I was on my way from Annapolis to Baltimore to visit my mother. I came bearing gifts, although I wasn’t certain if they were the “right” gifts. My mom has a talent for asking for things as gifts that I just can’t find, although they sound simple enough. She wanted a turtleneck (to hide her ugly neck she told me) but in May a turtleneck is not easy to find other than by going online. But I was running out of time so I bought her a red knit top. I thought it looked nice but she didn’t want it, so that’s another trip back to the store. She did, however love the flowering potted plant I brought her, even though she didn’t want a plant.(I figured the plant would last longer than cut flowers). “The color of the flowers are great,” she told me. Okay I did something right. Here I am, a middle aged woman still trying to please my mother.
My mom has lots of plants. Unlike me, she has a green thumb, and is always taking cuttings and creating more potted plants to populate her cluttered home. I made lunch rather than taking her out(Crabmeat and avocado salad), because with her arthritic hips she prefers staying in and headed home before the next onslaught of rain. (No I did not reduce my speed to 55 mph.)
Meanwhile I’ve received phone calls from both my sons and my daughter was working on my Mother’s Day gift –planting a garden with her dad and making me dinner. (Hope they can keep up that garden!) It doesn’t matter really, at least they put the effort in and as to what they’re serving for dinner? It’s a surprise. Whatever they prepare I’m going to love it!
For me the biggest gift is taking the time to slow down, enjoy the green earth while it’s still here, enjoy my family. So maybe it is time to see about getting those speed limit signs changed!
We have a blackboard posted on the wall for inspirational messages at our office at What’s Up? Publishing. It’s the first thing you see when you walk in the door. Currently someone has inquired, “What are your favorite things about May?” The responses have included Cinco de Mayo, crabbing season, and warm weather. My entry on the board was May baskets and May Day.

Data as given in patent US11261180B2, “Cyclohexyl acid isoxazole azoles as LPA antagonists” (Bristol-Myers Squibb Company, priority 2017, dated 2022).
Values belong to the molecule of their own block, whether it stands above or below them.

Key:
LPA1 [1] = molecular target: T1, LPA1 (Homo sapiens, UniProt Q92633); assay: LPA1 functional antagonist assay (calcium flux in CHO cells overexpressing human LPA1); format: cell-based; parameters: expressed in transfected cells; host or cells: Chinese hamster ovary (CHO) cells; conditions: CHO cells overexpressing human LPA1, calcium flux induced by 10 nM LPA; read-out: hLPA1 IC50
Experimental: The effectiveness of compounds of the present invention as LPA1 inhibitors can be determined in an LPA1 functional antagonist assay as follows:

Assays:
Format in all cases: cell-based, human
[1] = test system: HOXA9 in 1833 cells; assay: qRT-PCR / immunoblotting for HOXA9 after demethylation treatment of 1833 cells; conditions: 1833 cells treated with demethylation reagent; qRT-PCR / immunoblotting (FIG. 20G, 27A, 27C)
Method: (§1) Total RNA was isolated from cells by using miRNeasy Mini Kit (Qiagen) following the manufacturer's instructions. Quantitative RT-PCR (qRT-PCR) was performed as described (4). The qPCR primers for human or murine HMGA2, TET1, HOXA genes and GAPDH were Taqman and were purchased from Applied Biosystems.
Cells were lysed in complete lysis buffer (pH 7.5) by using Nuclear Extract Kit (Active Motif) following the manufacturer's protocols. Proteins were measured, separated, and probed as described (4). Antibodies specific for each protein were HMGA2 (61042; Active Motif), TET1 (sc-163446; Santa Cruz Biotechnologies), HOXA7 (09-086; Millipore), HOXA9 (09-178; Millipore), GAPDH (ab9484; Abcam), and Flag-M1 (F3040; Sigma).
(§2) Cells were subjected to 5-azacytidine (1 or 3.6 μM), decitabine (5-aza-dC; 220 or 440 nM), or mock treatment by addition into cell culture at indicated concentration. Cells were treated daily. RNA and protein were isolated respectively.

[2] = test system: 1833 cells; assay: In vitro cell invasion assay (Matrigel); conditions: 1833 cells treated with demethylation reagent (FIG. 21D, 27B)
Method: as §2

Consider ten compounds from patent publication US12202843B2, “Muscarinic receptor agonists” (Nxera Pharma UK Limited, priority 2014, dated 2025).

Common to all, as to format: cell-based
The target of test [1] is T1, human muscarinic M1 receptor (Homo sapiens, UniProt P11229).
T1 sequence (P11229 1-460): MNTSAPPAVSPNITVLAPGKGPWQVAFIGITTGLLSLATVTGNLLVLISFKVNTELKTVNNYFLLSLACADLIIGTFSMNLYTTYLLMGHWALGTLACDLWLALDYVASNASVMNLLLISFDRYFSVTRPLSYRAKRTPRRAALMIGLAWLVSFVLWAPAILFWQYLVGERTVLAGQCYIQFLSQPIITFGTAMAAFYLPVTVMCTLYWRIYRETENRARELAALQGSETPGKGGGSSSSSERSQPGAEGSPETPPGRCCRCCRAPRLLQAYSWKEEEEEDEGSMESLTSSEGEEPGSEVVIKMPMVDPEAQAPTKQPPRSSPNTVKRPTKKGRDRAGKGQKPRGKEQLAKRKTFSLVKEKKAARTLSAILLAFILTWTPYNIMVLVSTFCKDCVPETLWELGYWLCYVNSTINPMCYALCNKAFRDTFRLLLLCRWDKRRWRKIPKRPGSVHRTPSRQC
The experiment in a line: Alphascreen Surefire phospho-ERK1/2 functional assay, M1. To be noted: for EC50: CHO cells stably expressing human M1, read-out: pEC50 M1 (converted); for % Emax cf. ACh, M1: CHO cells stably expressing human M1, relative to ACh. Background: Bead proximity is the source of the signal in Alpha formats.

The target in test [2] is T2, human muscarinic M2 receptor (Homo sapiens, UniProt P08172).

My relationship with May Day goes back to elementary school. May Day was the big outdoor pageant we held every year and it was an important school tradition. Every year a theme was selected and each class performed with a song and a dance while siblings and parents watched from the folding chairs set out on the school lawn. The grand finale was the May Pole dance performed by the sixth graders. (This was back in the days before middle school and elementary school went up through sixth grade.) I would enviously watch the girls, with wreaths of flowers in their hair, dressed in pretty spring dresses, holding a piece of the maypole ribbon and weaving it in and out as they danced with their male partner around the tall pole bedecked with colored ribbons and topped with flowers. I couldn’t wait until I was in sixth grade and got to do the maypole dance. I can still hear the theme music in my head, the pianist would play on the old upright they’d wheel outside, as we proudly marched to our seats. After the pageant we’d enjoy refreshments that included peppermint sticks stuck inside of lemons, that tasted delicious and made your hands very sticky. After the picture taking, and the hugs from proud parents, we’d gather our costumes in large brown paper bags and go home, basking in the glory of our theatrical performance.
Unfortunately the theme the school picked the year I was in sixth grade focused on Nessie the Loch Ness Monster, recently sighted in Scotland. An exciting tale that included a giant prehistoric sea serpent, the Maypole dancers took the role of being the local Scottish lads and lassies. This meant that instead of wearing a pretty dress, the lassies wore drab plaid kilts as did the lads. Even less romantic then missing out on flowers in my hair was the fact that my dance partner was a girl, because we had several more girls than boys in my class.
Fast forward to my arrival in Annapolis where I encountered the tradition of May baskets
What a treat to walk downtown and feast your eyes on one after another of beautiful baskets of flowers placed on gates and doorways. I immediately had to make my own. Not that I do it the way you should, strictly with cut flowers. Most of the time, I cheat by placing a pot of geraniums or petunias in the center of the basket and then add sprigs of lilac, flowering cherry, and azalea from my garden. My short cut is of little consequence because I can’t officially enter into the yearly contest held by the Garden Club of Old Annapolis Towne. I live just outside the judging area. But I also hate to see flowers die so soon and you have to be very skillfull to keep the floral foam hydrated and your cut flowers living in sunshine and warm weather for more than a few days. For information about how to make your own May Basket.